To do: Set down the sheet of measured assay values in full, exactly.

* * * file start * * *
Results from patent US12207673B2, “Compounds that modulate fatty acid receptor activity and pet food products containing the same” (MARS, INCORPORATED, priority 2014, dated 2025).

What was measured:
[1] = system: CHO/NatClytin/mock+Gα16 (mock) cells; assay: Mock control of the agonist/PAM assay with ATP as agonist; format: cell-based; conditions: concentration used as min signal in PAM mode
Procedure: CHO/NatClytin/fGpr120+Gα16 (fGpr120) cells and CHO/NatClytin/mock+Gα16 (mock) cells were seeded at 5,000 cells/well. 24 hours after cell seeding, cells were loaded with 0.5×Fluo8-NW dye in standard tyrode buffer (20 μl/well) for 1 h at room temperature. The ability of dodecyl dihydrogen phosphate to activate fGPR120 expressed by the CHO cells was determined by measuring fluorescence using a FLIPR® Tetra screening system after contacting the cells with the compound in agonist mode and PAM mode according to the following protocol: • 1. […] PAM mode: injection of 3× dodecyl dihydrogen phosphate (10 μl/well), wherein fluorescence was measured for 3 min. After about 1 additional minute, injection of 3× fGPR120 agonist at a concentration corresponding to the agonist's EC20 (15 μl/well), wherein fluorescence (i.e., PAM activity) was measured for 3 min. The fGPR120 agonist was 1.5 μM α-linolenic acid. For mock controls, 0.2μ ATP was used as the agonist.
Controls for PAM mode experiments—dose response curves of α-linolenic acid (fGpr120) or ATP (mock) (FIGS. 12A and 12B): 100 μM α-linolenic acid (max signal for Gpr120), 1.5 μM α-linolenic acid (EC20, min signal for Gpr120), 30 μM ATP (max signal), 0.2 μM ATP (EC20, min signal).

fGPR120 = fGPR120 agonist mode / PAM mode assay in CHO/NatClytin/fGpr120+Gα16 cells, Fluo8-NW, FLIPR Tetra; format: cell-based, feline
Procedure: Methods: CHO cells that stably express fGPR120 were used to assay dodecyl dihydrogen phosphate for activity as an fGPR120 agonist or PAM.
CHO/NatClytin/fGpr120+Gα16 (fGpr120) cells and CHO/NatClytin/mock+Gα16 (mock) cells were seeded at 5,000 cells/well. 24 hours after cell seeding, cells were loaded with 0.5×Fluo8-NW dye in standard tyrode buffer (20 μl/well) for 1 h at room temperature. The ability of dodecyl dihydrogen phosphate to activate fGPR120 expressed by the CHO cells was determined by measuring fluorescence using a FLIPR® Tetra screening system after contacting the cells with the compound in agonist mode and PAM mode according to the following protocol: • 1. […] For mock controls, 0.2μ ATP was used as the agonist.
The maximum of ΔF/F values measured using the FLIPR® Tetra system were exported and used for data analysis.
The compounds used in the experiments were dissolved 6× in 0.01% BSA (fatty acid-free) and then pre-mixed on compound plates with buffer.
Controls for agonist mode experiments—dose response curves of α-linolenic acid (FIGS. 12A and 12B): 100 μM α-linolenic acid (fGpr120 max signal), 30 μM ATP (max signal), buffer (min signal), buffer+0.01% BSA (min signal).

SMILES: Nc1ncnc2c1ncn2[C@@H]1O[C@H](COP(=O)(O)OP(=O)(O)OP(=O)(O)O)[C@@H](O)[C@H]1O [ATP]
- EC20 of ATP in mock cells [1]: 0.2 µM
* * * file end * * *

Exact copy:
Results from patent US12207673B2, “Compounds that modulate fatty acid receptor activity and pet food products containing the same” (MARS, INCORPORATED, priority 2014, dated 2025).

What was measured:
[1] = system: CHO/NatClytin/mock+Gα16 (mock) cells; assay: Mock control of the agonist/PAM assay with ATP as agonist; format: cell-based; conditions: concentration used as min signal in PAM mode
Procedure: CHO/NatClytin/fGpr120+Gα16 (fGpr120) cells and CHO/NatClytin/mock+Gα16 (mock) cells were seeded at 5,000 cells/well. 24 hours after cell seeding, cells were loaded with 0.5×Fluo8-NW dye in standard tyrode buffer (20 μl/well) for 1 h at room temperature. The ability of dodecyl dihydrogen phosphate to activate fGPR120 expressed by the CHO cells was determined by measuring fluorescence using a FLIPR® Tetra screening system after contacting the cells with the compound in agonist mode and PAM mode according to the following protocol: • 1. […] PAM mode: injection of 3× dodecyl dihydrogen phosphate (10 μl/well), wherein fluorescence was measured for 3 min. After about 1 additional minute, injection of 3× fGPR120 agonist at a concentration corresponding to the agonist's EC20 (15 μl/well), wherein fluorescence (i.e., PAM activity) was measured for 3 min. The fGPR120 agonist was 1.5 μM α-linolenic acid. For mock controls, 0.2μ ATP was used as the agonist.
Controls for PAM mode experiments—dose response curves of α-linolenic acid (fGpr120) or ATP (mock) (FIGS. 12A and 12B): 100 μM α-linolenic acid (max signal for Gpr120), 1.5 μM α-linolenic acid (EC20, min signal for Gpr120), 30 μM ATP (max signal), 0.2 μM ATP (EC20, min signal).

fGPR120 = fGPR120 agonist mode / PAM mode assay in CHO/NatClytin/fGpr120+Gα16 cells, Fluo8-NW, FLIPR Tetra; format: cell-based, feline
Procedure: Methods: CHO cells that stably express fGPR120 were used to assay dodecyl dihydrogen phosphate for activity as an fGPR120 agonist or PAM.
CHO/NatClytin/fGpr120+Gα16 (fGpr120) cells and CHO/NatClytin/mock+Gα16 (mock) cells were seeded at 5,000 cells/well. 24 hours after cell seeding, cells were loaded with 0.5×Fluo8-NW dye in standard tyrode buffer (20 μl/well) for 1 h at room temperature. The ability of dodecyl dihydrogen phosphate to activate fGPR120 expressed by the CHO cells was determined by measuring fluorescence using a FLIPR® Tetra screening system after contacting the cells with the compound in agonist mode and PAM mode according to the following protocol: • 1. […] For mock controls, 0.2μ ATP was used as the agonist.
The maximum of ΔF/F values measured using the FLIPR® Tetra system were exported and used for data analysis.
The compounds used in the experiments were dissolved 6× in 0.01% BSA (fatty acid-free) and then pre-mixed on compound plates with buffer.
Controls for agonist mode experiments—dose response curves of α-linolenic acid (FIGS. 12A and 12B): 100 μM α-linolenic acid (fGpr120 max signal), 30 μM ATP (max signal), buffer (min signal), buffer+0.01% BSA (min signal).

SMILES: Nc1ncnc2c1ncn2[C@@H]1O[C@H](COP(=O)(O)OP(=O)(O)OP(=O)(O)O)[C@@H](O)[C@H]1O [ATP]
- EC20 of ATP in mock cells [1]: 0.2 µM